Being pregnant while adopted, and how the colliding worlds bring peace

Being pregnant while adopted, and how the colliding worlds bring peace

I have been on a slight hiatus from my blog – and this is due to finding out I was expecting a wonderful new addition to my little family. My husband and I are expecting our baby at the end of the year, and we simply can’t  wait! 

For the past 5 months I have been able to reflect and enjoy the remarkable world of being pregnant. Being pregnant is wonderful, terrifying, and amazing all at the same time. There are relaxing days where you forget that at the end of the journey, you will have to push a tiny human being out. While on other days, the realization of that is quite intense and often a nap is needed. 

I am so thankful for being pregnant, for being able to get pregnant, and for having a wonderful life partner and father to be in my life. It’s not everyday you find someone so great that you want to make a person with half their genes.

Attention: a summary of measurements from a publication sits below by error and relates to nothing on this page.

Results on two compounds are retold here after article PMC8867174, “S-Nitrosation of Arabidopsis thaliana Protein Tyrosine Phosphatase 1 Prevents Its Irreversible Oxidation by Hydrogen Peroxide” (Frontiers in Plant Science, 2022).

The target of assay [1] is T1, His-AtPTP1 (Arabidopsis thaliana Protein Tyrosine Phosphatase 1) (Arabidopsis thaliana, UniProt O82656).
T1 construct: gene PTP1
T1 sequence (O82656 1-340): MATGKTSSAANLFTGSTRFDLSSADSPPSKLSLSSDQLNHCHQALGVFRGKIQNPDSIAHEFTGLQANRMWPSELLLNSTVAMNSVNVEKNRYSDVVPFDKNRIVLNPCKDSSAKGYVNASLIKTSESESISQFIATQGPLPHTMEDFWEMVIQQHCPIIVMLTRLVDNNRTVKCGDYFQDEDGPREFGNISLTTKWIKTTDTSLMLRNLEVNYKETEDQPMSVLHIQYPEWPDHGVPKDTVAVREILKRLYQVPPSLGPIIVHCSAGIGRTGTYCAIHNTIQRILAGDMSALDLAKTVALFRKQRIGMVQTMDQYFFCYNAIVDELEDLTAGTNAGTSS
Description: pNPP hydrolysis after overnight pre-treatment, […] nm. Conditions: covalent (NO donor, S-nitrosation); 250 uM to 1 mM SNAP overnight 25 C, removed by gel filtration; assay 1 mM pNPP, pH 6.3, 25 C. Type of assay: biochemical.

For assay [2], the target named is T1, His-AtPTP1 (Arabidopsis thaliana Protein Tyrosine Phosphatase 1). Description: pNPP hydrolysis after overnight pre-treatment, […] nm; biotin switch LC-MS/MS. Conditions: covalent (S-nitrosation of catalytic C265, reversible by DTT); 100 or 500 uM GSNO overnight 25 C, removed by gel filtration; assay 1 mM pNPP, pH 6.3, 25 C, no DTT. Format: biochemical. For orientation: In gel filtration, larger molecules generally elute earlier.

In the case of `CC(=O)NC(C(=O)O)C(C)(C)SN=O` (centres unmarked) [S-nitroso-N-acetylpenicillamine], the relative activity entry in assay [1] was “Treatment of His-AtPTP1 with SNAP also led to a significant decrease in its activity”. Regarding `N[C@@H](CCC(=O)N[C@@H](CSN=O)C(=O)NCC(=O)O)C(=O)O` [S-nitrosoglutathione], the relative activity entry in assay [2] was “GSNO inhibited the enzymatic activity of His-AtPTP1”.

I frequently think about how life has unfolded for the both of us. My husband and I were both adopted at young ages into wonderful families. It sometimes baffles me how we found one another. Our paths crossed at just the right times and places for us, and I often think about how the timing played such a key role for us to match.

Being pregnant as an adopted child is sometimes odd. 

I get to experience and feel everything my birth mother felt with me. First flutters, kicks, and hiccups. I remember the first time I saw my baby and listened to the heart beat. I remember feeling immense joy and fear all at the same time. It was then that I also realized I was experiencing something my birth mother had, and it was something I was not prepared for. On top of that, I was experiencing something for the first time with my wonderful husband who also got to experience something his birth father may have experienced. It felt like our life tracks were paused, and a new life was truly acknowledged, and life pressed play again.